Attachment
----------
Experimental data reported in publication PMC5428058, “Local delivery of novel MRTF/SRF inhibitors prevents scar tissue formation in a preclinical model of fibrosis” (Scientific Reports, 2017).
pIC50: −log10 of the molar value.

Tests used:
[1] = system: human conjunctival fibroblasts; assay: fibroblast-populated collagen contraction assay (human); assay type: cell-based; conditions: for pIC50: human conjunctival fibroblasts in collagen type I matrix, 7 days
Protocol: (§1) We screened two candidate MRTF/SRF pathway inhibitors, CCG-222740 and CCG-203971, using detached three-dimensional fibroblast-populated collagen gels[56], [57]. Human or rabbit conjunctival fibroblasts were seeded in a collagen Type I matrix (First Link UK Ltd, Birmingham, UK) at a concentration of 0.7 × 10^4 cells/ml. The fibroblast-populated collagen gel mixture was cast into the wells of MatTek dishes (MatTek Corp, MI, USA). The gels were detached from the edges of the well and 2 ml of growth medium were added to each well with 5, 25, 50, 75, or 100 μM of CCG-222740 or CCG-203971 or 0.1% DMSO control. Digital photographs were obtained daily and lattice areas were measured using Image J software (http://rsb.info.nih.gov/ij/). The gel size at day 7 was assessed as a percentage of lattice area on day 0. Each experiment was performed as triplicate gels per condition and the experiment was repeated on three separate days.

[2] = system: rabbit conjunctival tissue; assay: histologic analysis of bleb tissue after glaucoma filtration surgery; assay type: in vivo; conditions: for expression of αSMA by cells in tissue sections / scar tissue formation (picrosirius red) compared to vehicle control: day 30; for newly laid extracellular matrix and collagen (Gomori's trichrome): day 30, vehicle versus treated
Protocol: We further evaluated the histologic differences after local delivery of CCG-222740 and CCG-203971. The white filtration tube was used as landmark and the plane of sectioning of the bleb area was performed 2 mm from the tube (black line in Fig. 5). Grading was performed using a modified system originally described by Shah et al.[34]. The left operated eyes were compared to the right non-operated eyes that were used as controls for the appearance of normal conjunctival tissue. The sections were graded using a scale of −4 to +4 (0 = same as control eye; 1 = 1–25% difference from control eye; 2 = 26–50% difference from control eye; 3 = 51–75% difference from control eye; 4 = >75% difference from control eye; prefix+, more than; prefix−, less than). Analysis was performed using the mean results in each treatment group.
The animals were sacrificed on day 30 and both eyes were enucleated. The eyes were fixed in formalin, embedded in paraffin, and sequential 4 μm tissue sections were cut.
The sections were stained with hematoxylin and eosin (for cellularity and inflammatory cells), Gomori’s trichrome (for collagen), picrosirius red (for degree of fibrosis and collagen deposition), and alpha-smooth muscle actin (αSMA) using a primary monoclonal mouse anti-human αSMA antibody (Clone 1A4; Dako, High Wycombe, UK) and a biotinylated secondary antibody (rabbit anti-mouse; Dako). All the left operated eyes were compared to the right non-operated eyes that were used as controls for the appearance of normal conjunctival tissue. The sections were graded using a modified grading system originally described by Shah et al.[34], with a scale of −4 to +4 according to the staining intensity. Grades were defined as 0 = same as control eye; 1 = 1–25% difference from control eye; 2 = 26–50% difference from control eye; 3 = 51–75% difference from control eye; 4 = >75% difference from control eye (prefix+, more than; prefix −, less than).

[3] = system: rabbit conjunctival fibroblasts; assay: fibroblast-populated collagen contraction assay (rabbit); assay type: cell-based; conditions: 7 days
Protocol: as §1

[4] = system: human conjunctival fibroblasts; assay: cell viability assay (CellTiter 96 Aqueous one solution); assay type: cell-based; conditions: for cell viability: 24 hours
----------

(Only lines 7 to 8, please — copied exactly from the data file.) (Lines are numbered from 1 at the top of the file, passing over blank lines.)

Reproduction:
Protocol: We further evaluated the histologic differences after local delivery of CCG-222740 and CCG-203971. The white filtration tube was used as landmark and the plane of sectioning of the bleb area was performed 2 mm from the tube (black line in Fig. 5). Grading was performed using a modified system originally described by Shah et al.[34]. The left operated eyes were compared to the right non-operated eyes that were used as controls for the appearance of normal conjunctival tissue. The sections were graded using a scale of −4 to +4 (0 = same as control eye; 1 = 1–25% difference from control eye; 2 = 26–50% difference from control eye; 3 = 51–75% difference from control eye; 4 = >75% difference from control eye; prefix+, more than; prefix−, less than). Analysis was performed using the mean results in each treatment group.
The animals were sacrificed on day 30 and both eyes were enucleated. The eyes were fixed in formalin, embedded in paraffin, and sequential 4 μm tissue sections were cut.